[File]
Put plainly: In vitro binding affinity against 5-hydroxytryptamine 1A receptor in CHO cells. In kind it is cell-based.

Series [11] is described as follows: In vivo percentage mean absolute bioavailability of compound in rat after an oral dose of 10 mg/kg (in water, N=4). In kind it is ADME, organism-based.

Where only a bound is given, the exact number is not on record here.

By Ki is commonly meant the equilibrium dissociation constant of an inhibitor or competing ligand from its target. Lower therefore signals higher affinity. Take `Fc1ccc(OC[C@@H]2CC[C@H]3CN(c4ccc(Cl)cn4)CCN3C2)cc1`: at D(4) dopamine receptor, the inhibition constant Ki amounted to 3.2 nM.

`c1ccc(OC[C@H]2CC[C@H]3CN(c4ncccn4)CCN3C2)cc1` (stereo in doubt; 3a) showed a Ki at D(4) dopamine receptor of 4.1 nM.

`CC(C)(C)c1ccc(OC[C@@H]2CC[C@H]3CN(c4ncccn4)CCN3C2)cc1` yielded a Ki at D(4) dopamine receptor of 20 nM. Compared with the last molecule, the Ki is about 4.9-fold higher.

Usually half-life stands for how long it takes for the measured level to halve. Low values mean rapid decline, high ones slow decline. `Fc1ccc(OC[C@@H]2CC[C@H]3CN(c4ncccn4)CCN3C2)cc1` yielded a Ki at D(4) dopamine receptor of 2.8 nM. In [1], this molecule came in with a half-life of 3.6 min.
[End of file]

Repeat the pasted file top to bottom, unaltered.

Put plainly: In vitro binding affinity against 5-hydroxytryptamine 1A receptor in CHO cells. In kind it is cell-based.

Series [11] is described as follows: In vivo percentage mean absolute bioavailability of compound in rat after an oral dose of 10 mg/kg (in water, N=4). In kind it is ADME, organism-based.

Where only a bound is given, the exact number is not on record here.

By Ki is commonly meant the equilibrium dissociation constant of an inhibitor or competing ligand from its target. Lower therefore signals higher affinity. Take `Fc1ccc(OC[C@@H]2CC[C@H]3CN(c4ccc(Cl)cn4)CCN3C2)cc1`: at D(4) dopamine receptor, the inhibition constant Ki amounted to 3.2 nM.

`c1ccc(OC[C@H]2CC[C@H]3CN(c4ncccn4)CCN3C2)cc1` (stereo in doubt; 3a) showed a Ki at D(4) dopamine receptor of 4.1 nM.

`CC(C)(C)c1ccc(OC[C@@H]2CC[C@H]3CN(c4ncccn4)CCN3C2)cc1` yielded a Ki at D(4) dopamine receptor of 20 nM. Compared with the last molecule, the Ki is about 4.9-fold higher.

Usually half-life stands for how long it takes for the measured level to halve. Low values mean rapid decline, high ones slow decline. `Fc1ccc(OC[C@@H]2CC[C@H]3CN(c4ncccn4)CCN3C2)cc1` yielded a Ki at D(4) dopamine receptor of 2.8 nM. In [1], this molecule came in with a half-life of 3.6 min.